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European Commission’s proposals to overhaul EU’s asylum rules generate reactions

Today, European media provide a wide coverage of the European Commission’s proposal to overhaul the EU’s asylum rules, mainly describing the measures in details. Yesterday, the European Commission presented two options: maintaining the current regulation and implementing a temporary mechanism in case of massive migrant influx or scrapping the Dublin Regulation and relocating asylum-seekers in the different EU member states. Kathimerini describes the first proposal as the “modest” one and the second the more “radical” one. Les Echos reports that the Commission was “walking on eggshells” yesterday when it issued these proposals as the issue is particularly sensitive.

European Commission First Vice-President Frans Timmermans said the ideas were intended to launch a debate on next steps among member states and EU lawmakers who must sign off any plans, the Wall Street Journal Europe notes. He expects the review process to be completed before the summer, in parallel with the plan for the creation of a European Coast Guard, Kathimerini reports. Moreover, Migration Commissioner Dimitris Avramopoulos, while presenting the Entry-Exit System project, part of the Smart Borders Package, said that “the use of new technologies can help manage the flow of travellers arriving at our external borders, while at the same time tackling irregular migration and enhancing our internal security”, zougla.gr writes. The EC has decided not to lay down a specific proposal because by opening the matter to debate, it strives to avoid the possibility of member states or the parliament immediately turning down a specific legislative proposal, VP Timmermans explained, quoted by Dnevnik. Indeed, according to Commissioner Avramopoulos, some member states “lack political will”, ZDF reports.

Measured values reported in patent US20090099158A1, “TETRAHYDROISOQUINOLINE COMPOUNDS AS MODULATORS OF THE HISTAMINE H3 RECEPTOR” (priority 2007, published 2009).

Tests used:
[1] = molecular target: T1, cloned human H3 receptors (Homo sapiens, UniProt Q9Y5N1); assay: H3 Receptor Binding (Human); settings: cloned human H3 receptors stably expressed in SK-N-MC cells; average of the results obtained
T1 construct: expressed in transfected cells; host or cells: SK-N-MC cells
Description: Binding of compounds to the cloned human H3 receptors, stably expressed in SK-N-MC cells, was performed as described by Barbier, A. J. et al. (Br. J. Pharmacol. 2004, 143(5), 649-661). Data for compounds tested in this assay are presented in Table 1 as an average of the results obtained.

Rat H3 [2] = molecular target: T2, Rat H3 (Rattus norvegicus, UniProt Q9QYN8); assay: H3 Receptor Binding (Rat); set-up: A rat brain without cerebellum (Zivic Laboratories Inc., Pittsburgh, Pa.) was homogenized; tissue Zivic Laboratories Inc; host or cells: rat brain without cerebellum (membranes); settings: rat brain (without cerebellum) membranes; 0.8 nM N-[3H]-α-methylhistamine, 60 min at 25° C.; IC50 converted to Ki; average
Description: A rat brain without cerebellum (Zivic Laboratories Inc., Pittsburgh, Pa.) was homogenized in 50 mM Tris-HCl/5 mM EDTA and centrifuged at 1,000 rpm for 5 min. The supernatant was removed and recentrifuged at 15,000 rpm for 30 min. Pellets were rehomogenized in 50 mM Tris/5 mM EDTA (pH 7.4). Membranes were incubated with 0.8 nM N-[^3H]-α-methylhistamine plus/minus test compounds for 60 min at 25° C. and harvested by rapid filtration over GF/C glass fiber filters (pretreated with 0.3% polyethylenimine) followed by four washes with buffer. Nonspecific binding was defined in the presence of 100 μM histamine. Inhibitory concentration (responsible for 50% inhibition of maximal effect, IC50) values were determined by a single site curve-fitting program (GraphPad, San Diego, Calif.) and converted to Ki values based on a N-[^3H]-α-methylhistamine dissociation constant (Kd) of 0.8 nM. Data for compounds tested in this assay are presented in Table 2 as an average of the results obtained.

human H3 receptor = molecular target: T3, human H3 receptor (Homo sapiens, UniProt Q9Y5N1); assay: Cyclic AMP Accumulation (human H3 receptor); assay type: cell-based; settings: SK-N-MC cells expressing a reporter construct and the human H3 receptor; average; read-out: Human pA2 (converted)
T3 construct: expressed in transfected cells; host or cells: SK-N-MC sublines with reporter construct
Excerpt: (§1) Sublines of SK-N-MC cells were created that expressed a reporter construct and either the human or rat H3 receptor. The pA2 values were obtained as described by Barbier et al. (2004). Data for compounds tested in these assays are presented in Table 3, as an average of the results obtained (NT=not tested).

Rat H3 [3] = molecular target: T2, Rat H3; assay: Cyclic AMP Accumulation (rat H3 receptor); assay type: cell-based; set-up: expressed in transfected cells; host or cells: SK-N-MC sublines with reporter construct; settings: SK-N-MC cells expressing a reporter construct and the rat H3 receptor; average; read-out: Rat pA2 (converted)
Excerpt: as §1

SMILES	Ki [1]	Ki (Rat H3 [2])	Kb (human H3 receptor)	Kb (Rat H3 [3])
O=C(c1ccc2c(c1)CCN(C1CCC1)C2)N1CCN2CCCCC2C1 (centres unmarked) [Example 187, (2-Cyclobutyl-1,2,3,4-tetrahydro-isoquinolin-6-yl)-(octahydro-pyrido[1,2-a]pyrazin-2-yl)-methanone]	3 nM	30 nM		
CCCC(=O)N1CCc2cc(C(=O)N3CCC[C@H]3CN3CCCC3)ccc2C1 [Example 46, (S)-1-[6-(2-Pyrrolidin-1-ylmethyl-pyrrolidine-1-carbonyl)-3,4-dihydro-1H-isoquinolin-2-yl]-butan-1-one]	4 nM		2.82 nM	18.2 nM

The proposal is particularly clever because it is deliberately meant only as a basis of discussion which allows the members flexibility, according to Kleine Zeitung’s editorial, Austrian press even speak of a “communicative decision-making process”. The EC is convinced that the pressure of migrants and refugees on Europe will continue for some more years, so it must find some long-term solutions to the problem, Večernji List notes. The European Commission proposal of jointly processing asylum applications will for better or for worse come to nought because of several EU member states, according to a commentary in Die Presse, adding that solidarity among the 28 member states would be needed, but it is non-existent. De Tijd notes that the EC calls for a harmonisation of the asylum procedures in EU member states and for a legal and safe migration route to Europe, in order to “end the asylum shopping in Europe”.

Politis reads that the main aim of the new efforts of the Commission to revise the Dublin Treaty concerns the establishment of a truly common and fair European Asylum System, which will alleviate member states welcoming large numbers of migrants. Rai radio 1 says that the European Commission wants to involve EU member states even more. According to Le Monde, finding a common agreement will be tough as the EU will probably divide into two camps. An Express editorial argues that the latest proposed reforms are another step for Brussels to “take an ever tighter grip on the asylum system”, adding that this initiative shows that the EU remains “utterly determined to extend their own powers and to take more control away from member states”. He even says that a vote to remain as a member state would be to consent to being “part of the creation of a European super state”.